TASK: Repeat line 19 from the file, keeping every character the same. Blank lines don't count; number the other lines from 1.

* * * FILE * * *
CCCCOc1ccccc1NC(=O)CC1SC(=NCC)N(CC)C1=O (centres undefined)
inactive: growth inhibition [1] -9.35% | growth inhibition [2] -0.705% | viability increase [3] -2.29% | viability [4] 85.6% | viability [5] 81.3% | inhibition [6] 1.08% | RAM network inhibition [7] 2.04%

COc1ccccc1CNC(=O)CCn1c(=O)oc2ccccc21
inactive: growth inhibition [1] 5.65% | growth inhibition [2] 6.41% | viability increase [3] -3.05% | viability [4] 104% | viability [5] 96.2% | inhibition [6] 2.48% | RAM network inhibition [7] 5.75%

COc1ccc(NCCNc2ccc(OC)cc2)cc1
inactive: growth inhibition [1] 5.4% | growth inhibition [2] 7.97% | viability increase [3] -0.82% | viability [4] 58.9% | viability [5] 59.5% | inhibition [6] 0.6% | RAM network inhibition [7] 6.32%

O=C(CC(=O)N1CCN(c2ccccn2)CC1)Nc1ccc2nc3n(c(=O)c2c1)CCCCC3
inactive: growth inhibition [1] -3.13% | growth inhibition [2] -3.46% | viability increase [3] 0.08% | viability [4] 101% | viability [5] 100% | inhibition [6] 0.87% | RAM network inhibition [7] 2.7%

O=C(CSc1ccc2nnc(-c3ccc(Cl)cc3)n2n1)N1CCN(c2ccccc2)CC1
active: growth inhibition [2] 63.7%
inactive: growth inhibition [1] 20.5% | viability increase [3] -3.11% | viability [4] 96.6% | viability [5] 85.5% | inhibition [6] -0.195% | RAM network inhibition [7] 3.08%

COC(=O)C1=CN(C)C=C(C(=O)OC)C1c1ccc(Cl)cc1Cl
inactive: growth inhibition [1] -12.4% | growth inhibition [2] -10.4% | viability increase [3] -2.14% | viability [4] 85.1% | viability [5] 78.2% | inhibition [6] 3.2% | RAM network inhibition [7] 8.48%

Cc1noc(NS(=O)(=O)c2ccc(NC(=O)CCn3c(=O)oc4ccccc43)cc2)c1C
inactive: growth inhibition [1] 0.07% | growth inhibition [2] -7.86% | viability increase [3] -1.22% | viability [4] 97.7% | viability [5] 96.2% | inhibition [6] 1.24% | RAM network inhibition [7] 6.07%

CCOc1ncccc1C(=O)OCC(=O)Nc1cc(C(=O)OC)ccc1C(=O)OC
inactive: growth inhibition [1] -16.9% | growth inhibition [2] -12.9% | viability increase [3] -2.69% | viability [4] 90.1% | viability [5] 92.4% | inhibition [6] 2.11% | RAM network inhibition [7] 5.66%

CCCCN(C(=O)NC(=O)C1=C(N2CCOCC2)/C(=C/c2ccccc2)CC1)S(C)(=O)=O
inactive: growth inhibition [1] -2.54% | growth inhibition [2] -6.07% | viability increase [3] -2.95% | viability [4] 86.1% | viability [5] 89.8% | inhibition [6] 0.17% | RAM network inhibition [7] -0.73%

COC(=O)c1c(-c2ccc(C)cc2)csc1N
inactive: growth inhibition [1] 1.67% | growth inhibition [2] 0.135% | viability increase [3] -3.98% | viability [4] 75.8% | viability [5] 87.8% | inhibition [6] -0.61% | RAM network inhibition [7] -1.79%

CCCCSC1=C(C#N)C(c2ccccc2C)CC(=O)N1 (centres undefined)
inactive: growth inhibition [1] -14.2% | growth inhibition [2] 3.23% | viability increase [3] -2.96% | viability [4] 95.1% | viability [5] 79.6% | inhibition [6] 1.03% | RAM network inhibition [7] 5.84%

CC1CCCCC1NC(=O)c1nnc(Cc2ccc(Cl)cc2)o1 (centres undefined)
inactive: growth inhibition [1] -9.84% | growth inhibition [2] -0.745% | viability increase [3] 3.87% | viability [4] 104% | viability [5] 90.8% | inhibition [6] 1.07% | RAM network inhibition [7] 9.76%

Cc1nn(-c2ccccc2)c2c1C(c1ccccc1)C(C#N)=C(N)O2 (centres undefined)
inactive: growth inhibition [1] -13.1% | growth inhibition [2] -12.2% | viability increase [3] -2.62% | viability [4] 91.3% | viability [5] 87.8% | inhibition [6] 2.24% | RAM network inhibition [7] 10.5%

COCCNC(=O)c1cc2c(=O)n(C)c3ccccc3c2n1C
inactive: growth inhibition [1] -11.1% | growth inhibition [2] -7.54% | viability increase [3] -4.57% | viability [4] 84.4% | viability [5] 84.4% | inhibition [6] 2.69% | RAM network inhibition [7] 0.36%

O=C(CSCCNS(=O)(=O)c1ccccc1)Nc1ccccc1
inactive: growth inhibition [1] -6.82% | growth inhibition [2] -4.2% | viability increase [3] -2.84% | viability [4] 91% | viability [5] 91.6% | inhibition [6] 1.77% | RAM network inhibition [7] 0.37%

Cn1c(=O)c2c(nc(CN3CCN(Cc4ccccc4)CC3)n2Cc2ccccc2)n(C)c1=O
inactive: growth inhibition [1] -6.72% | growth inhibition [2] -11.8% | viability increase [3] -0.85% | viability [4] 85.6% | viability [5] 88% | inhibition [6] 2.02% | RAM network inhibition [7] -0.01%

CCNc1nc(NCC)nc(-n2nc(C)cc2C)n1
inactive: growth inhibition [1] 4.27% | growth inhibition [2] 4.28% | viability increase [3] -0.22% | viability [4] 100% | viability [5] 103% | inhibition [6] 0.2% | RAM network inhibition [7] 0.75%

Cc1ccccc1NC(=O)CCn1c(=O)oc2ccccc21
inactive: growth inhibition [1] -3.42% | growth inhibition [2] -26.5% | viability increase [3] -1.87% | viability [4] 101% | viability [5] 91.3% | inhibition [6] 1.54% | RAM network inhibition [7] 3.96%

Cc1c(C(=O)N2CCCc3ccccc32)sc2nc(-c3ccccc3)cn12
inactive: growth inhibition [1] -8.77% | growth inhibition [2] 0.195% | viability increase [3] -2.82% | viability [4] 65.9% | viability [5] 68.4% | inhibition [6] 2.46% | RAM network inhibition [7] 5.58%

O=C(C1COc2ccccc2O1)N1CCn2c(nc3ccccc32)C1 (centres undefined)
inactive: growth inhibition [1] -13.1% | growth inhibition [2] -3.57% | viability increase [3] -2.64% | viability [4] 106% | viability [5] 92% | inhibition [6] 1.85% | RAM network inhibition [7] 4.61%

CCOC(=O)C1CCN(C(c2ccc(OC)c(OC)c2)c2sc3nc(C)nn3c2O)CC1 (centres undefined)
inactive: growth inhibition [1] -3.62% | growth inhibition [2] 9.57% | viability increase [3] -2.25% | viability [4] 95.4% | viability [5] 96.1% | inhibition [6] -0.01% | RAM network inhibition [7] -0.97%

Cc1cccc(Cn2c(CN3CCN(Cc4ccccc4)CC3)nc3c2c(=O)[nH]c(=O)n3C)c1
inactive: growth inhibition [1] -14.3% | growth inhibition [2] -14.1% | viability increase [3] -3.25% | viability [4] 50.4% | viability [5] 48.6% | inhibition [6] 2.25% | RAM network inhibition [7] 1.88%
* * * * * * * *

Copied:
inactive: growth inhibition [1] -2.54% | growth inhibition [2] -6.07% | viability increase [3] -2.95% | viability [4] 86.1% | viability [5] 89.8% | inhibition [6] 0.17% | RAM network inhibition [7] -0.73%